Thursday, March 02, 2006

The Renaissance of the Liberal Party

Canadian Prime Minister Stephen Harper got the Top Job but he didn't get the majority he needs to wield any power, so Steve is lying doggo, biding his time, quietly plotting how to win the next election.

Meantime we lost our last Liberal leader, and now we have to decide what to do. I hope that there is more to this process than finding a new personality. I would like to see a Renaissance in the Liberal party, a serious discussion of principles and process.

For example, the Liberals should reconsider this overused practice of parachuting candidates into ridings. This issue might be seen as an embarrassment to Michael Ignatieff, who was parachuted into his riding a few months ago, but he could turn that around by saying that the uproar in his riding has taught him how counterproductive the practice can be.

The Liberals should have an open discussion of policy. The same-sex marriage issue really tore at the fabric of the party. I see same-sex marriage as a basic human right that should be fully protected by law. Since the Supreme Court also feels that way, it will take a Harper majority and the notwithstanding clause to strip Canadians of this right. (And if we aren't careful that's exactly what's going to happen.) However, it's a bitterly divisive issue in the Liberal party and there needs to be a sense that it was decided by consensus, and not forced on the party from the top.

We need to address regional issues: how to broaden the geographic scope of the party. We need to build a new party platform, consensus, and commitment.

The Liberals didn't lose the last election because of mistakes in the campaign. We lost because at the 1990 leadership convention Paul Martin narrowly lost to Jean Chretien and the party has been split in two ever since. I am by no means a party insider, but the result of that rift is evident all over the place. In the recent election former Liberal cabinet ministers were even urging voters not to vote Liberal. We need to heal this rift.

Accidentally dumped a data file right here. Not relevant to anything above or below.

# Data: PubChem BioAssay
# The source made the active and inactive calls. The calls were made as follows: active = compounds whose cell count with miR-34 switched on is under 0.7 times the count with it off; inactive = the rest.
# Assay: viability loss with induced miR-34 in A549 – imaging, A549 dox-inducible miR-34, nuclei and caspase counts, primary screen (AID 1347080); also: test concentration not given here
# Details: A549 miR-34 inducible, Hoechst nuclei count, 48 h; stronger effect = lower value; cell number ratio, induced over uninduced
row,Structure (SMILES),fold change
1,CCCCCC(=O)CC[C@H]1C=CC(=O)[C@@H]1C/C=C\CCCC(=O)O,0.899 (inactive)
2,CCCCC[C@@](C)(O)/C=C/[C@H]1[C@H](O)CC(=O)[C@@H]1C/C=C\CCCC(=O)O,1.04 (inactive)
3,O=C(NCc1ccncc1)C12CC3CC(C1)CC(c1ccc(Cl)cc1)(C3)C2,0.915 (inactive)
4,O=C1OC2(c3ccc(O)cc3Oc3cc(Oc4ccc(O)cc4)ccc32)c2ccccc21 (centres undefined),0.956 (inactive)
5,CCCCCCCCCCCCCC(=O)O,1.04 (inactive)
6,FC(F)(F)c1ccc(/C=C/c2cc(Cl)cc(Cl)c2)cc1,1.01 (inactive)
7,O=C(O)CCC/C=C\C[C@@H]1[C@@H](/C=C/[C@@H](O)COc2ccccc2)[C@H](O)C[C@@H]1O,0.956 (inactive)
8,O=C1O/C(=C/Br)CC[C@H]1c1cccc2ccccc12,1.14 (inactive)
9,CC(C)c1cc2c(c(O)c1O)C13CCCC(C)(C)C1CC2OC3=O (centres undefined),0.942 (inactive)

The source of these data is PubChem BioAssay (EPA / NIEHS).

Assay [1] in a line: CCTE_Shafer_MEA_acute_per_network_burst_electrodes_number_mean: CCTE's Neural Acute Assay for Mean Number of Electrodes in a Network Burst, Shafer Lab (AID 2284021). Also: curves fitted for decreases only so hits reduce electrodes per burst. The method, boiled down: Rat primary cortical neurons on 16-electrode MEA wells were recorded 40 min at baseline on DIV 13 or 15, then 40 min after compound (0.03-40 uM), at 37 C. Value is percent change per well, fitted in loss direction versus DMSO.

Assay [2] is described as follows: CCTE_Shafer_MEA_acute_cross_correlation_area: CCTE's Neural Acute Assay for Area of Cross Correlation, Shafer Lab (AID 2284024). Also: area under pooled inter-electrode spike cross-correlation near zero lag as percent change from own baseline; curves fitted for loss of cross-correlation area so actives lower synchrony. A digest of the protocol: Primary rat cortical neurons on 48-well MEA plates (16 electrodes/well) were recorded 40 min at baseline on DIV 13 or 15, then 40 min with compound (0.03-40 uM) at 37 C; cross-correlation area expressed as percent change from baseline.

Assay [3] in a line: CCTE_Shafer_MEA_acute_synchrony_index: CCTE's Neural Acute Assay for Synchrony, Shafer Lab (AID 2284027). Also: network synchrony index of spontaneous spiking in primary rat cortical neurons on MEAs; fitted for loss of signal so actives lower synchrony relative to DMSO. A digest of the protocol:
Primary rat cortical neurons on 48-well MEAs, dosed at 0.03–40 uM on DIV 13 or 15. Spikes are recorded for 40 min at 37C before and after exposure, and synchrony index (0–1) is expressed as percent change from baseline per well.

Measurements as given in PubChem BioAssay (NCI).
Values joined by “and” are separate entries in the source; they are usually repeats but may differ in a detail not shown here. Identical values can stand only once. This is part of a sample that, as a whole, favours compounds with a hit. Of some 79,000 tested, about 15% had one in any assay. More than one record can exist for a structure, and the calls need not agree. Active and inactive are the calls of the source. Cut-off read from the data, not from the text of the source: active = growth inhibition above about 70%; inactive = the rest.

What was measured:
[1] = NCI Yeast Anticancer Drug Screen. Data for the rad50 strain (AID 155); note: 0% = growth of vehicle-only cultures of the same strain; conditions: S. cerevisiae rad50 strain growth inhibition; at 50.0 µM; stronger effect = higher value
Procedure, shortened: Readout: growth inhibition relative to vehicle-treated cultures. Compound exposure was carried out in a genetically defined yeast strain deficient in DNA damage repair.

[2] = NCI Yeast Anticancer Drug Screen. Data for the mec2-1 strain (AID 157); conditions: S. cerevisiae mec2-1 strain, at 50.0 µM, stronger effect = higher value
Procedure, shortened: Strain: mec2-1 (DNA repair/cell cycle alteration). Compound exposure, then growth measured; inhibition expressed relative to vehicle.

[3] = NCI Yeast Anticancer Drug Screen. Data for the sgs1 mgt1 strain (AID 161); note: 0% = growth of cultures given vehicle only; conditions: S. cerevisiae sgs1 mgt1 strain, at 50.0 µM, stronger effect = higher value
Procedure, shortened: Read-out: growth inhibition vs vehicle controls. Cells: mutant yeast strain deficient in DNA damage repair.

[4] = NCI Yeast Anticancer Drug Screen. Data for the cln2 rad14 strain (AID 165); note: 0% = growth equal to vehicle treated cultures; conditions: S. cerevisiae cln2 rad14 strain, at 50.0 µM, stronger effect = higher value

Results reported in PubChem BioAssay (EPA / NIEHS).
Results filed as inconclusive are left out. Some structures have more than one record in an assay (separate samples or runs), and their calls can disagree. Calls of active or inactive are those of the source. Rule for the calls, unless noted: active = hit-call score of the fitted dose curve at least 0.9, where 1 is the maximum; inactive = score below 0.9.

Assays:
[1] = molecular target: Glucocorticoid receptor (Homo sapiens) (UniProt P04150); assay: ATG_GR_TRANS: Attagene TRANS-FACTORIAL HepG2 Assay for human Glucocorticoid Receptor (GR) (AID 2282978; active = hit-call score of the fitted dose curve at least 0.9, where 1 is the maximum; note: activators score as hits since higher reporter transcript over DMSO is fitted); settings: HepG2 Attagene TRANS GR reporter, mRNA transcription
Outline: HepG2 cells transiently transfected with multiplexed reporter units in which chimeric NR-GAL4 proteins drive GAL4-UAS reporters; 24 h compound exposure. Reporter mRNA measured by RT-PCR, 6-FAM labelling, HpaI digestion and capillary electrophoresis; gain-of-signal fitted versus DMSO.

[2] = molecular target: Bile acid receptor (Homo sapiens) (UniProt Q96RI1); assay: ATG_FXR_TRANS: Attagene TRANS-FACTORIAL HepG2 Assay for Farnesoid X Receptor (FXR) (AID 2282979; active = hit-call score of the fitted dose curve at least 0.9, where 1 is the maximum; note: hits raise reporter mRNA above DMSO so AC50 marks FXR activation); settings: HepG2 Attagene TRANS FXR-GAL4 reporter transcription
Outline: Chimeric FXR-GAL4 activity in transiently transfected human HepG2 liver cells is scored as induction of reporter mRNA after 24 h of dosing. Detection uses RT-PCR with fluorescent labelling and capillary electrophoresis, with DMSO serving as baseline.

So back to the personality. It seems to me that the new leader has to be someone who isn't in either camp. I don't know if Michael Ignatieff can do it. Maybe he'll be brilliant; he hasn't proved himself yet. Ditto Ken Dryden. Bob Rae is one of the greatest politicians our country has produced, but it's unclear whether he can make the transition to Liberal (and leave his Big Labor nay-sayers behind). So let's have a leadership race that gives candidates a chance to show us what they can do. Take some time; take the process across the country. Have town hall forums. Create a big complicated time-consuming process that deals with substantive issues that are important to Canadians. Keep it civil and keep it non-combative. Promote everyone and not just the winner. And please, please, whoever comes in second, take defeat gracefully.

See also:
If I Ran the Zoo


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